This myth combines the previous myth with the influence of Greek philosophy.

“Vocational Ministry” can also be understood as “ministry is my job”. However, ministry isn’t used here in the New Testament understanding of ministry. Rather, ministry is seen as specializing in the “spiritual”, particularly the teaching of Scripture.

“Vocational Ministry” is most popularly understood to mean “pastoral ministry”, but it can also include other “spiritual” church-related jobs for which someone receives a paycheck. For example, a traveling evangelist or missionary would be considered to be in “vocational ministry”. However a church secretary’s job would probably not be considered “spiritual enough” for vocational ministry.

Where did this idea come from?

In the early centuries of Christianity, the influence of Greek philosophy fostered a notion that there are “spiritual” (or “sacred”) things and “secular” things. This same influence caused significant pockets of the church to embrace a Platonic view of “heaven”. In this view, Jesus had come to enable our spirits to escape the evil material world and enjoy an afterlife in an ethereal spirit world called “heaven”.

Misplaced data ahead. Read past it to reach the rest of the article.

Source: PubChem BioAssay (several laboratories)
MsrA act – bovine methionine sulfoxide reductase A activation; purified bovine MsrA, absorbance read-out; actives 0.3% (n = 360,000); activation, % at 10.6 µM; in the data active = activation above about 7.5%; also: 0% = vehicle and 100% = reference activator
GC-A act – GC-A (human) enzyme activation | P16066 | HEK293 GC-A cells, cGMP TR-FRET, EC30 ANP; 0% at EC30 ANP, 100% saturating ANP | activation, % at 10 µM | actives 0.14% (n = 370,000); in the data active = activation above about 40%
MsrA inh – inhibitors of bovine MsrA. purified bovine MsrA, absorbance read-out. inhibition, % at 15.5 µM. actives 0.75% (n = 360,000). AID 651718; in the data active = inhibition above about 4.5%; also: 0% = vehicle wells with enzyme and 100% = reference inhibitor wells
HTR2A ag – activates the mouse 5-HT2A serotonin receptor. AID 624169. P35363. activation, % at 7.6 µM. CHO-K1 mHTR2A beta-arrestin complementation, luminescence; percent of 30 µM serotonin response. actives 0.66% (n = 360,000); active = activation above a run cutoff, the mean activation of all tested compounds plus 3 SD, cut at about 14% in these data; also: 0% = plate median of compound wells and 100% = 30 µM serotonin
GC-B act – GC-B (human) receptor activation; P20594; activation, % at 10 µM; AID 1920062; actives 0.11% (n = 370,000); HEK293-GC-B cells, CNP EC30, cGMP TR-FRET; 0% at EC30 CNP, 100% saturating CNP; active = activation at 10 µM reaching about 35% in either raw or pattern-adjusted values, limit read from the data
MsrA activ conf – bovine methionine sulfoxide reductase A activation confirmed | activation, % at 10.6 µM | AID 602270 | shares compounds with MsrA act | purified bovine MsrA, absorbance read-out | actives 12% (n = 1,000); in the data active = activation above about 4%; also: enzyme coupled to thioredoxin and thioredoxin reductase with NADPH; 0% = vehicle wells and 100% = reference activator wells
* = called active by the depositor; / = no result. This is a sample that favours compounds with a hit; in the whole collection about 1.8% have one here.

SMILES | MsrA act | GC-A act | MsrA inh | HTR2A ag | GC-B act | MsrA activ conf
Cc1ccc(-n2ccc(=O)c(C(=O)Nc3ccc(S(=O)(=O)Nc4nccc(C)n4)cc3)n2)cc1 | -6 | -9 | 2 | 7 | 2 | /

This snowballed to shape a Middle Age church culture in which only priests, monks, and nuns were considered to have a vocation. In the church’s eye, they had chosen what was spiritual, and this “spiritual life” was most pleasing to God. Because of its prevalence prior to the Protestant Reformation, Os Guinness refers to this as the “Catholic Distortion”.

This myth very subtly makes appearances in how we talk about calling and ministry. For example, many pastors teach that everyone is called to ministry, and yet still refer to pastoral ministry as “the ministry.” This inherited language, in turn, perpetuates a myth that that only pastoral ministry is ministry. Therefore, to be “called to ministry” is to be “called to be a pastor.”

But if vocation isn’t any of these things, what is it?